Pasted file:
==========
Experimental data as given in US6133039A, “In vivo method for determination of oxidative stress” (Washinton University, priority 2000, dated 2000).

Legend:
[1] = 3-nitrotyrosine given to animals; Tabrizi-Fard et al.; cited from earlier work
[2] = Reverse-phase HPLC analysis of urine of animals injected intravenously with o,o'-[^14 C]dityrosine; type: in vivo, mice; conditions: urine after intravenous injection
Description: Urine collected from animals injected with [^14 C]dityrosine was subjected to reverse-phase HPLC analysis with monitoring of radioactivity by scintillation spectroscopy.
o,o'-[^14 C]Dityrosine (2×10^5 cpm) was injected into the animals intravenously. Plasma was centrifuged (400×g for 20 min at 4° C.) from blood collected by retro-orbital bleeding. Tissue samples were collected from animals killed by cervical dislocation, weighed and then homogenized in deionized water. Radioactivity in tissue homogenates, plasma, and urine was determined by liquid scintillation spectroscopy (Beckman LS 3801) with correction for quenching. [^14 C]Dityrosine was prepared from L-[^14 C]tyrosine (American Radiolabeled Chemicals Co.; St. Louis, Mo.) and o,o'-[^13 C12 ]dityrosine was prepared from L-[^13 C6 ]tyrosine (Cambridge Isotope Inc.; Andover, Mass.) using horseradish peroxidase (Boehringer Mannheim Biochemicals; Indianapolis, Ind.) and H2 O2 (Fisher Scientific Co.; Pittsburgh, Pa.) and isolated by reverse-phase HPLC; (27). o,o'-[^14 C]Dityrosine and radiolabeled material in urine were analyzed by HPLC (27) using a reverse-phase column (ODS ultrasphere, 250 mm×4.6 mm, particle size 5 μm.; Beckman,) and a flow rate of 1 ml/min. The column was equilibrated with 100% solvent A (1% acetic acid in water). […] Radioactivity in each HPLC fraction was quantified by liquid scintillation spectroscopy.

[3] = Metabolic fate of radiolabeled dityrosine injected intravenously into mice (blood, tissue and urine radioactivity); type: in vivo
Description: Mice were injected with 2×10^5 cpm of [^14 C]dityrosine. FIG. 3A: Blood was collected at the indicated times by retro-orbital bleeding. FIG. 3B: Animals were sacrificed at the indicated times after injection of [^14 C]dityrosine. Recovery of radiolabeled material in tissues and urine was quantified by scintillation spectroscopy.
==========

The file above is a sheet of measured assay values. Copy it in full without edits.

Experimental data as given in US6133039A, “In vivo method for determination of oxidative stress” (Washinton University, priority 2000, dated 2000).

Legend:
[1] = 3-nitrotyrosine given to animals; Tabrizi-Fard et al.; cited from earlier work
[2] = Reverse-phase HPLC analysis of urine of animals injected intravenously with o,o'-[^14 C]dityrosine; type: in vivo, mice; conditions: urine after intravenous injection
Description: Urine collected from animals injected with [^14 C]dityrosine was subjected to reverse-phase HPLC analysis with monitoring of radioactivity by scintillation spectroscopy.
o,o'-[^14 C]Dityrosine (2×10^5 cpm) was injected into the animals intravenously. Plasma was centrifuged (400×g for 20 min at 4° C.) from blood collected by retro-orbital bleeding. Tissue samples were collected from animals killed by cervical dislocation, weighed and then homogenized in deionized water. Radioactivity in tissue homogenates, plasma, and urine was determined by liquid scintillation spectroscopy (Beckman LS 3801) with correction for quenching. [^14 C]Dityrosine was prepared from L-[^14 C]tyrosine (American Radiolabeled Chemicals Co.; St. Louis, Mo.) and o,o'-[^13 C12 ]dityrosine was prepared from L-[^13 C6 ]tyrosine (Cambridge Isotope Inc.; Andover, Mass.) using horseradish peroxidase (Boehringer Mannheim Biochemicals; Indianapolis, Ind.) and H2 O2 (Fisher Scientific Co.; Pittsburgh, Pa.) and isolated by reverse-phase HPLC; (27). o,o'-[^14 C]Dityrosine and radiolabeled material in urine were analyzed by HPLC (27) using a reverse-phase column (ODS ultrasphere, 250 mm×4.6 mm, particle size 5 μm.; Beckman,) and a flow rate of 1 ml/min. The column was equilibrated with 100% solvent A (1% acetic acid in water). […] Radioactivity in each HPLC fraction was quantified by liquid scintillation spectroscopy.

[3] = Metabolic fate of radiolabeled dityrosine injected intravenously into mice (blood, tissue and urine radioactivity); type: in vivo
Description: Mice were injected with 2×10^5 cpm of [^14 C]dityrosine. FIG. 3A: Blood was collected at the indicated times by retro-orbital bleeding. FIG. 3B: Animals were sacrificed at the indicated times after injection of [^14 C]dityrosine. Recovery of radiolabeled material in tissues and urine was quantified by scintillation spectroscopy.